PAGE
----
Thus John Ball said on Sundays, when the people issued out of the churches in the villages. For which many of the common people loved him, and such as intended no good said how he told the truth. And so they. would murmur to each other in the fields and in the roadways, as they came together, affirming the truth that John Ball spoke . . . Of his words and deeds there were much people in London informed, such as had great envy of them that were rich and such as were noble: and then they began to speak among them and said: 'How England was right evil governed and how that gold and silver was taken from them by them that were named noblemen.' So these unhappy men of London began to rebel and assembled together, and sent word to the foresaid countries that they should come to London and bring their people with them, promising them how they should find London open to receive them, and the commons of the city to be of the same accord, saying how they would do so much to the King, that there should not be one bondman in all England.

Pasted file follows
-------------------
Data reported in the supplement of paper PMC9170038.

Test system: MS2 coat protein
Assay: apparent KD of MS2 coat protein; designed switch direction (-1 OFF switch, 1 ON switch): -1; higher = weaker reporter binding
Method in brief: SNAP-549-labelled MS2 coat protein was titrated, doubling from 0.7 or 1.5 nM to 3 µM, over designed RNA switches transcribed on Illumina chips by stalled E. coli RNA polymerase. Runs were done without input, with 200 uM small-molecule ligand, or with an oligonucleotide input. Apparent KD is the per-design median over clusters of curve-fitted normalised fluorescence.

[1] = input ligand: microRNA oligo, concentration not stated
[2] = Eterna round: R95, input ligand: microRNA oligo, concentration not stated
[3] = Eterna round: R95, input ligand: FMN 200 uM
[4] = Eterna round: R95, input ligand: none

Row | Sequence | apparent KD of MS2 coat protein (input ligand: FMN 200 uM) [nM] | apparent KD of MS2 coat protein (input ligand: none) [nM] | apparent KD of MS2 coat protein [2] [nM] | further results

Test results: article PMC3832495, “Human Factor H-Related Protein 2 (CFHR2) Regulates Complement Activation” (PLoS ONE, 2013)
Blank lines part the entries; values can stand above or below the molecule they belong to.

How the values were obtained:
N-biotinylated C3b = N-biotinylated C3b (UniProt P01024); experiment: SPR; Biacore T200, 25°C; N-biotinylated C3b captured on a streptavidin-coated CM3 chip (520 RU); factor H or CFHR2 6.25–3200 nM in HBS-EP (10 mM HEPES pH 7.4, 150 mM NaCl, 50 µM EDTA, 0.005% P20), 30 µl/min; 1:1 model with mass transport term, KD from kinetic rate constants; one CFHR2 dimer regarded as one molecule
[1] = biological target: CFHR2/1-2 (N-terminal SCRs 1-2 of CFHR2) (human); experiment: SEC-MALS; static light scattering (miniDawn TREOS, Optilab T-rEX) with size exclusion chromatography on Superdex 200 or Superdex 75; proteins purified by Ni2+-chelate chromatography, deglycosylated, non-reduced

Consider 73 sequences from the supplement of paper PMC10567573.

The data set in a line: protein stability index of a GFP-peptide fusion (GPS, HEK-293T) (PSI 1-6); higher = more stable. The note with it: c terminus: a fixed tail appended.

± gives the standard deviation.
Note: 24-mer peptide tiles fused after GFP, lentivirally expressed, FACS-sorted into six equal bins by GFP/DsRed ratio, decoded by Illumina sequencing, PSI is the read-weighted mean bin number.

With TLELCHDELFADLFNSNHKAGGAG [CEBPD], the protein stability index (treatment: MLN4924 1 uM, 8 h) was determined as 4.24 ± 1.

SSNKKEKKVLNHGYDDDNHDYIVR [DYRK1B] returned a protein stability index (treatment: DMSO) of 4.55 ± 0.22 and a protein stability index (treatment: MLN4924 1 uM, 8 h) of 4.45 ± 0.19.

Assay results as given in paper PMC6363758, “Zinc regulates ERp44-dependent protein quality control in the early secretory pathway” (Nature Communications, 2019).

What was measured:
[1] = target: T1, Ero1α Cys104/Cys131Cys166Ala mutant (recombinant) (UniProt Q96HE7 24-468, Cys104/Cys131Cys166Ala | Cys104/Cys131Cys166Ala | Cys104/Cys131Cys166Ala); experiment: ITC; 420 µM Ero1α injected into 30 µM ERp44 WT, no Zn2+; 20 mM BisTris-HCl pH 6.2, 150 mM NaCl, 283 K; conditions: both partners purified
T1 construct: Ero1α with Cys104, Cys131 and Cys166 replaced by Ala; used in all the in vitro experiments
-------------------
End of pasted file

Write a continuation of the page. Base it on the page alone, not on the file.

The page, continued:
The rebels had first gathered on around the mound and ancient assembly point known today as Whitefield's Mount. This used to be called Wat Tyler's Mound, as this was the place where he and other revolutionary leaders gathered to speak to the assembled protesters. As Blackheath Common had been used for Church revivalist meetings in the 18th century by both Wesley and Whitefield, it was decided to rename the mound after him.14 Gale speculates that the Wat Tyler's Mound may have been in remote antiquity a prehistoric Gorsedd (Great Seat). As with similar sites in London (such as Kennington Common and Parliament Hill), people had the right to hold public meetings.

Presumably, it was here that other revolutionaries such as Jack Cade and the Cornish rebel Michael Joseph also spoke. According to Christopher Hampton writing in A Radical Reader: The Struggle for Change in England 1381&endash;1914, Tyler had demanded at Smithfield:

That there should be only one bishop in England and only one prelate, and all the lands and tenements now held by them should be confiscated, and divided among the commons, only reserving for them a reasonable sustenance. And he demanded that there should be no more villeins in England, and no serfdom or villeinage, but that all men should be free and of one condition . . .(Anonimalle Chronicle)

After marching up to London and executing the Prime Minister (the Archbishop of Canterbury) and the Chancellor of the Exchequer, the rebels marched on the Strand and burnt down the Savoy - not before throwing out the Poll Tax records into the street and burning them.